Just a couple concerns with the statin drugs are memory loss, muscle wasting, liver issues and potential kidney failure. The reason they test the liver every 6 months when you are on a statin drug is to see if your liver enzymes have increased from how hard the statin is on the liver, then the most common recommendation is to get off the drug and make the dietary changes. How about we just make the appropriate dietary changes up front and save us from the side effects of the drug? A book written about the memory effects of statins is Lipitor: Thief of Memory, Statin Drugs and the Misguided War on Cholesterol.
So, when a doctor finds high cholesterol in a patient, what this doctor should do is to look for the reason. The doctor should ask, "What is damaging the body so that the liver has to produce all that cholesterol to deal with the damage?" Unfortunately, instead of this sensible procedure, our doctors are trained to attack the cholesterol.
Many natural herbs, antioxidants and vitamins have an ability to reduce our blood cholesterol. How do they do that? By helping the body remove the damaging agents, be they free radicals, bacteria, viruses or toxins. As a result, the liver does not have to produce so much cholesterol to deal with the damage. At the same time, vitamins, minerals, antioxidants, herbs and other natural remedies help to heal the wound. When the wound heals there is no need for high levels of cholesterol anymore, so the body removes it in the form of HDL-cholesterol or so-called "good" cholesterol. That is why herbs, vitamins, antioxidants and other natural remedies increase the level of HDL-cholesterol in the blood.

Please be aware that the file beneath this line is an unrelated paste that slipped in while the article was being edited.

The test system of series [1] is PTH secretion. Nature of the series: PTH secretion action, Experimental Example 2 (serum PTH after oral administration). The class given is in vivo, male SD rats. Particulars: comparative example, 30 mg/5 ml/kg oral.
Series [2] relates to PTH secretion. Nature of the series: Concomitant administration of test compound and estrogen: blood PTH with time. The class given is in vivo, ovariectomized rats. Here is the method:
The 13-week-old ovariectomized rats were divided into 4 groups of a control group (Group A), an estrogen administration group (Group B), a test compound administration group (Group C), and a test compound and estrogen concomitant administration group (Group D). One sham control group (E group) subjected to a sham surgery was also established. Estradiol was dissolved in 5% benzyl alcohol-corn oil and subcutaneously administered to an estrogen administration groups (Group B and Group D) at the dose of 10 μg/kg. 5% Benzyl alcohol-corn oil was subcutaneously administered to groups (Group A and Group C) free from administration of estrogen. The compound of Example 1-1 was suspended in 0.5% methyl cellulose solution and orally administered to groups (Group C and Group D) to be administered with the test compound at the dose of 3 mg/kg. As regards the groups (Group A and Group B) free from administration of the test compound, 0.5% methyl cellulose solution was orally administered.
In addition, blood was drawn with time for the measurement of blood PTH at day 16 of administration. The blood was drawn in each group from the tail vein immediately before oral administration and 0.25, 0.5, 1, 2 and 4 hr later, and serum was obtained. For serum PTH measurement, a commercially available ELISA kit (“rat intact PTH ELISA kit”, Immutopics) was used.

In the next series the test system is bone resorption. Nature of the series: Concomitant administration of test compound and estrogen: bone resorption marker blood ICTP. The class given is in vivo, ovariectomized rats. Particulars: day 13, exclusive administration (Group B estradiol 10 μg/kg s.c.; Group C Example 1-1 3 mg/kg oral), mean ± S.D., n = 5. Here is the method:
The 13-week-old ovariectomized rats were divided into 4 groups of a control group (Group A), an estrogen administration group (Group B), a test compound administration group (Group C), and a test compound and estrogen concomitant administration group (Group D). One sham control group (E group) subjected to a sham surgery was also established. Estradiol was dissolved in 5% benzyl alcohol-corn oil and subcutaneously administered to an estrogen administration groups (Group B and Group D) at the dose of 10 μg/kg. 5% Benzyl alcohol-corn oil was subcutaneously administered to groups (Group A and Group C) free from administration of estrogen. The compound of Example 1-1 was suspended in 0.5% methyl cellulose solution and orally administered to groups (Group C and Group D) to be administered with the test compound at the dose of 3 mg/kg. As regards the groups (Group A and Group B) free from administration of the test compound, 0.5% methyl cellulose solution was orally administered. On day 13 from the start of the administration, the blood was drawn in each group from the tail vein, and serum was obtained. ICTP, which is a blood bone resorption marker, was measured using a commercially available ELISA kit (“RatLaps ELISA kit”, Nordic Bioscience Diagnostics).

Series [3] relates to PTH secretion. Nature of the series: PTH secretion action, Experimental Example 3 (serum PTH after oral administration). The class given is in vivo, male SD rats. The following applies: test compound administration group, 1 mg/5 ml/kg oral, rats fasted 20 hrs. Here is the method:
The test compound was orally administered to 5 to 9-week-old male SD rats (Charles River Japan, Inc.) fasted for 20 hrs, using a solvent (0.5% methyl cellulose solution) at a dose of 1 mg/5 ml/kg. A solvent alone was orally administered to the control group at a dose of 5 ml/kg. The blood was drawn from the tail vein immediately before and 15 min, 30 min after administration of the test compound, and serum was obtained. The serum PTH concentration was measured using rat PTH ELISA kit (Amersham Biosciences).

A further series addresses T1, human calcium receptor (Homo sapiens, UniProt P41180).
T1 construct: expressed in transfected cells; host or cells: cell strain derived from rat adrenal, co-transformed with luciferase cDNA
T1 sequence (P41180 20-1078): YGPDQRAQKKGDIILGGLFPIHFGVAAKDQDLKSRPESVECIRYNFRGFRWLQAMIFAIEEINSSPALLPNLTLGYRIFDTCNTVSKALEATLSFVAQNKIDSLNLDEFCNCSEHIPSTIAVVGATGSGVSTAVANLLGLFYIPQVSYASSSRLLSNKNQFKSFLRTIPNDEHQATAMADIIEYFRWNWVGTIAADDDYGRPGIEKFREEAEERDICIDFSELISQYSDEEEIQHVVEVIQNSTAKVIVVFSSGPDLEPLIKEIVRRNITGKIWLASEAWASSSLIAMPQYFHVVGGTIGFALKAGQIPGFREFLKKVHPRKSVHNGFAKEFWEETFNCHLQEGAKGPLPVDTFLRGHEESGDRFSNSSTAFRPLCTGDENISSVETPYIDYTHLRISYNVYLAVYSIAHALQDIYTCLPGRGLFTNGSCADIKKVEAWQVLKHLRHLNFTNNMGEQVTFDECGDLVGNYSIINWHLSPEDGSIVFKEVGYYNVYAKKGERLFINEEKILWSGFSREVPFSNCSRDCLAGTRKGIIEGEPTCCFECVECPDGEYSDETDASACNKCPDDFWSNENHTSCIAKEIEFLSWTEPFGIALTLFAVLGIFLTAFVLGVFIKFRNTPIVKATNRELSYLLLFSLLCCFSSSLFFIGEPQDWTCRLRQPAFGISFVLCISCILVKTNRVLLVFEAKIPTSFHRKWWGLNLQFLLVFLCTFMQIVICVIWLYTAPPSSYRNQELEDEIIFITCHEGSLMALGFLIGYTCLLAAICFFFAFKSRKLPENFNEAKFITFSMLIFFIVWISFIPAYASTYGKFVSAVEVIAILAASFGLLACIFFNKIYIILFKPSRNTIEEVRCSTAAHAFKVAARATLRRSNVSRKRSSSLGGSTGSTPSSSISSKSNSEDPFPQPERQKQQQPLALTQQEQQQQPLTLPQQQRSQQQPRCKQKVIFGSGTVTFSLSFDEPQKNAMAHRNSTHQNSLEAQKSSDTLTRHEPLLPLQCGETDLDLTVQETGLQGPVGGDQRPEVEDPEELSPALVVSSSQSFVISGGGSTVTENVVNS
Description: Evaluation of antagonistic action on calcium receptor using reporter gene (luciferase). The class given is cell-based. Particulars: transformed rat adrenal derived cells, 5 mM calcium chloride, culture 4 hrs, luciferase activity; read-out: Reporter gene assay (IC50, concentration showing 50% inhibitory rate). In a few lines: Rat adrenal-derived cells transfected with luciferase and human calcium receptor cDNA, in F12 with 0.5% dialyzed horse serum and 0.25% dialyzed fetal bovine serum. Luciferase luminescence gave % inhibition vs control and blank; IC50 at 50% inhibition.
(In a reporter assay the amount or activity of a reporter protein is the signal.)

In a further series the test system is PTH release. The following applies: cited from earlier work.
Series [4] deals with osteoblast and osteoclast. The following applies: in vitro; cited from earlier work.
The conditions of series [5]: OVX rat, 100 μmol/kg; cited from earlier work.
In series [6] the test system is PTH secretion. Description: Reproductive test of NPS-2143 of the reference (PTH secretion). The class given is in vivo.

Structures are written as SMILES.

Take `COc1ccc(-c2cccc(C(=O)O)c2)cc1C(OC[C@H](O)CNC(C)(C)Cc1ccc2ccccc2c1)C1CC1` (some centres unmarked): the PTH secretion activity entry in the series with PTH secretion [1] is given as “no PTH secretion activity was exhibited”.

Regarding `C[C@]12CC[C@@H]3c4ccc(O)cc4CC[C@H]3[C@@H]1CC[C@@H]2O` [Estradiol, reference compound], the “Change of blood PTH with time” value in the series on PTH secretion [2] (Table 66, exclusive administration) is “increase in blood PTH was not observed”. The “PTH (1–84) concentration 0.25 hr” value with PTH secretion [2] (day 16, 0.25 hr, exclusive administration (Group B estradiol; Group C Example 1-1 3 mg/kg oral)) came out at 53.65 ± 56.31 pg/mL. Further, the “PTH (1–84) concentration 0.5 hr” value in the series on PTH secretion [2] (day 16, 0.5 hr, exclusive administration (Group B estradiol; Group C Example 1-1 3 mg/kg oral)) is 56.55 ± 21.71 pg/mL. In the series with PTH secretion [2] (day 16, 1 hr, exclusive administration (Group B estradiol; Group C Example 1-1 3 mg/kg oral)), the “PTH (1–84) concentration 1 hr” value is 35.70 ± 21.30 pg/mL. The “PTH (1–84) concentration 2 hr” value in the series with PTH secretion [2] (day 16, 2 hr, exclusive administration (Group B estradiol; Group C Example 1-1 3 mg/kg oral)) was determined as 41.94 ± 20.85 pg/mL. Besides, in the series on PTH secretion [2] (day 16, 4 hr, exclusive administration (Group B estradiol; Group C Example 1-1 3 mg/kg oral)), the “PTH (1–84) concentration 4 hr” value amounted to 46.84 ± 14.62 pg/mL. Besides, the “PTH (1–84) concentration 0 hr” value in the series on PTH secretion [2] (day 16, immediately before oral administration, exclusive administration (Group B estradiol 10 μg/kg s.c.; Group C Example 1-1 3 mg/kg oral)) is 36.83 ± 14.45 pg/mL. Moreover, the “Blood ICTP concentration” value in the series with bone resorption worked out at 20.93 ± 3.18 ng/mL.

In conclusion, cholesterol is one of the most important substances in the body. We cannot live without it, let alone function well.
About Our Show Advisor: Dr. Dan Kuehne has a Bachelor of Science in Finance from Rutgers Business School and a Doctorate of Chiropractic from Life University. He also has earned the distinction of Applied Clinical Nutritionist, after hundreds of hours of postgraduate education. Dr. Dan achieves remarkable results with his patients because of his dedication to serve his patients. Dr. Dan learned early on the importance of customizing the care for each patient. Dr. Dan uses the 7 Pillars of Health and the biofeedback system called, System Strength Analysis to achieve results with his Customized Clinical Nutrition program. Using whole food supplements, herbs and empowerment education, Dr. Dan facilitates you reaching your health goals, naturally. Dr. Dan Kuehne also is a gentle and specific chiropractor. He uses instrument adjusting, and light force chiropractic techniques to restore the body’s vital life force from your brain to your body (every cell, tissue, muscle and organ) without any cracks, twists, or pops. Dr. Dan motto is “Empowering People to Reach their God Given Potential.” To learn more about Dr. Dan Kuehne and the techniques he uses visit his website at www.DrDanWellness.com.